Yesterday, Ms. Wooten was bubbling with excitement at her students’ science test scores. They were all above 80%. I believe I understood her to say that their first science test was more around 10%. She was so happy to show us her grade book, naming off each student and their A and B grades. Normally, Ms. Wooten is all-business about transitioning the students and volunteers immediately into reading time. Today, she spent a few minutes celebrating her kids and us. She asked her kids how they knew so much about the science they tested on. She mentioned one child’s response, “Oh, my reader and I talked all about it.” When we read with her students, Ms. Wooten has them prepared with about 4 pages of science, a specific selection from their reading books, and then their free-choice book. Though we are reading classwork for about 2/3 of our time, we focus on the reading and sharing. We are free to stop and talk in a way I imagine is rare in the classroom setting.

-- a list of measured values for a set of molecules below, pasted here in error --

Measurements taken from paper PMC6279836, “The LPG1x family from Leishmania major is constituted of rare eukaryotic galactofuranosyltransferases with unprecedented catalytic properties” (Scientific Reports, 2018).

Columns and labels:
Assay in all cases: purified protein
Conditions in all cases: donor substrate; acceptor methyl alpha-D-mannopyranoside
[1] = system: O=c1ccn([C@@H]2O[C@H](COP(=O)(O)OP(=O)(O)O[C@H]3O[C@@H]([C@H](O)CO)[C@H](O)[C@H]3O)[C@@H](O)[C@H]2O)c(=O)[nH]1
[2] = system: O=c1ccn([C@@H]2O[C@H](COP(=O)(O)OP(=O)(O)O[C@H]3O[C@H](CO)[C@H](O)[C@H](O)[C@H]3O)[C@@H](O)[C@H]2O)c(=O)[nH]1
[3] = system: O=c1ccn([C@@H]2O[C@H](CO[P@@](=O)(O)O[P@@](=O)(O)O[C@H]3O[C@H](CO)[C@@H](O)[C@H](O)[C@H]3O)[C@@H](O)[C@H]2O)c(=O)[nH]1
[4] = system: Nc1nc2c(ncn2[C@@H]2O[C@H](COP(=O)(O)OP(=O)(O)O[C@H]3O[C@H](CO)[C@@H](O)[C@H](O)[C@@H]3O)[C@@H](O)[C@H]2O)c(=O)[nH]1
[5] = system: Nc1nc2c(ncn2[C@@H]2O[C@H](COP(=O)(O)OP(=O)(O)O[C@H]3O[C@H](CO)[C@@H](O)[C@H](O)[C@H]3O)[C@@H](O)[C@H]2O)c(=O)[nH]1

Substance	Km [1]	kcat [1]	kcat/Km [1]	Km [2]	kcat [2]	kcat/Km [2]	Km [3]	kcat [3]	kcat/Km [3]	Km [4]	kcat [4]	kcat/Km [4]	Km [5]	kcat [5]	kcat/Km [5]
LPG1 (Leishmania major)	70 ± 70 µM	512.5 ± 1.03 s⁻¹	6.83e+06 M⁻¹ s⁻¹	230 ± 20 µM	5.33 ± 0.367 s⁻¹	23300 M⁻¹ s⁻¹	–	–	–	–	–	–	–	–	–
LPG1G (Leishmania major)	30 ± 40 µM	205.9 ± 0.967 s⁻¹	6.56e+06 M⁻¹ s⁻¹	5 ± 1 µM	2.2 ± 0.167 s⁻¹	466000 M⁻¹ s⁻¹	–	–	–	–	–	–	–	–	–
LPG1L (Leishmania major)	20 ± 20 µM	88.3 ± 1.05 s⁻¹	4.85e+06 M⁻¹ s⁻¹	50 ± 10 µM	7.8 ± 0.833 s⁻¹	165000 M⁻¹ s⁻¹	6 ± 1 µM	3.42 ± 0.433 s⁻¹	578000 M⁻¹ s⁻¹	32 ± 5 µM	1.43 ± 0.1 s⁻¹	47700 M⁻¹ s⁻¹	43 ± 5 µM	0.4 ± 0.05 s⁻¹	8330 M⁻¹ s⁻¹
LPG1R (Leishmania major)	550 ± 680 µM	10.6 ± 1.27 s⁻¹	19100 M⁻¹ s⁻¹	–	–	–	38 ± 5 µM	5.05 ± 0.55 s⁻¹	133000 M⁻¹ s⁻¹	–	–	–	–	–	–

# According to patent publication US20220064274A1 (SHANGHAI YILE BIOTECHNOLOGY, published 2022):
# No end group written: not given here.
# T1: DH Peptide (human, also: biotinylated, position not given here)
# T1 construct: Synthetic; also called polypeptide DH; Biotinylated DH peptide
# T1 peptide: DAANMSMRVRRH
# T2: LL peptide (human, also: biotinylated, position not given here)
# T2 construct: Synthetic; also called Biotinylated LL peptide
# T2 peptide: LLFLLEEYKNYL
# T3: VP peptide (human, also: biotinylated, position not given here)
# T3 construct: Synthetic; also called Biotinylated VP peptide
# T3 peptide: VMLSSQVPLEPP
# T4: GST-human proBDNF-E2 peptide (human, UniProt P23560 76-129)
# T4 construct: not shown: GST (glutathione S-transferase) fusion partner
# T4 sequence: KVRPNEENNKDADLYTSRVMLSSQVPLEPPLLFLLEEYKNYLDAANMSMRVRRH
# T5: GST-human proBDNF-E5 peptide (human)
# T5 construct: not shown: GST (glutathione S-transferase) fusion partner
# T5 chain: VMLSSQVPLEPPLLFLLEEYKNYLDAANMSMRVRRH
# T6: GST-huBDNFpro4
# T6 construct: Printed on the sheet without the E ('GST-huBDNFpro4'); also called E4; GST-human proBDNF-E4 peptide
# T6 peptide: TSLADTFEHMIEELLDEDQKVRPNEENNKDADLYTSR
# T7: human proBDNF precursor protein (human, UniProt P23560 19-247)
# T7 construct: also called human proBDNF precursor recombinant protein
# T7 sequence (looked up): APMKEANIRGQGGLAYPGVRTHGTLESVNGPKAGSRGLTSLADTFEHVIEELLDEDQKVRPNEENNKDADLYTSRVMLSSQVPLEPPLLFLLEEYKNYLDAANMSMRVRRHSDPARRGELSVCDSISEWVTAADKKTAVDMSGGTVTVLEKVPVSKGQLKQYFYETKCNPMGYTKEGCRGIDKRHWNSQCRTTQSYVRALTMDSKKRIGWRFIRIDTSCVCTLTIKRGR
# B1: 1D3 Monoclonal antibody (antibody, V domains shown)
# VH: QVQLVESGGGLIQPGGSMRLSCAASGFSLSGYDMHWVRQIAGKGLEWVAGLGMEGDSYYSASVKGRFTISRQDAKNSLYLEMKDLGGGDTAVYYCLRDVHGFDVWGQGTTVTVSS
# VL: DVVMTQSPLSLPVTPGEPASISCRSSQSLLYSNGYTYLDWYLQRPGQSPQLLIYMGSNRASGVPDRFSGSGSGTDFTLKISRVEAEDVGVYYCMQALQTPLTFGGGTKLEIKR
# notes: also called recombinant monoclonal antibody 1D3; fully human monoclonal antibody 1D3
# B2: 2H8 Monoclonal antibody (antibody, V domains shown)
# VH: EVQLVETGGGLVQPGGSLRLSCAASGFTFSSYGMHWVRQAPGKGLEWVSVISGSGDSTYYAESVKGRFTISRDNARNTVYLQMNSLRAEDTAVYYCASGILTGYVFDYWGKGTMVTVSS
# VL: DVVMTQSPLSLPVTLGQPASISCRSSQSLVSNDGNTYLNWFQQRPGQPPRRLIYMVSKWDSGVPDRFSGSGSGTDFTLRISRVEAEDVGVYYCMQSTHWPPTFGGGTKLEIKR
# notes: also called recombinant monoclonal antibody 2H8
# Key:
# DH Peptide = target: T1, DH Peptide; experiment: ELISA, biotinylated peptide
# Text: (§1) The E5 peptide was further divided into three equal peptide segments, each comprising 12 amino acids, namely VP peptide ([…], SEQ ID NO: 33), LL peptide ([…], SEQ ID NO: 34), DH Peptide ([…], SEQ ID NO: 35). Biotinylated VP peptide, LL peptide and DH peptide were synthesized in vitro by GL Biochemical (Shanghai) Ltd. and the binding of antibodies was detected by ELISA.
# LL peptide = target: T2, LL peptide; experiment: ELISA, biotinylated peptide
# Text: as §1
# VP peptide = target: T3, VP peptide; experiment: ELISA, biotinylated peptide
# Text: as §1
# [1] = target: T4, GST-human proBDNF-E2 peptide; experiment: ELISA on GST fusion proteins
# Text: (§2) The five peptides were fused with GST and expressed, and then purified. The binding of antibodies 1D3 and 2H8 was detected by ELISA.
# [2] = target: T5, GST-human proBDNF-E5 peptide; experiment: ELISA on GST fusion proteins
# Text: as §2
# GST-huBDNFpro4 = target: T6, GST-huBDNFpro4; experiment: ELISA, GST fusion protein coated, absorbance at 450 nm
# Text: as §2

This morning, in my journaling, I considered Story Land. Yesterday, I sat cross-legged on the floor with two second-grade girls, enjoying the story that words brought into existence between us — laughing, learning, and relating.
A story creates common ground around which we can gather. It is not concerned with our differences or lack of mutual life experience. In itself it provides common ground. It provides a safe place to be together, explore differences, share knowledge, and discover mutuality.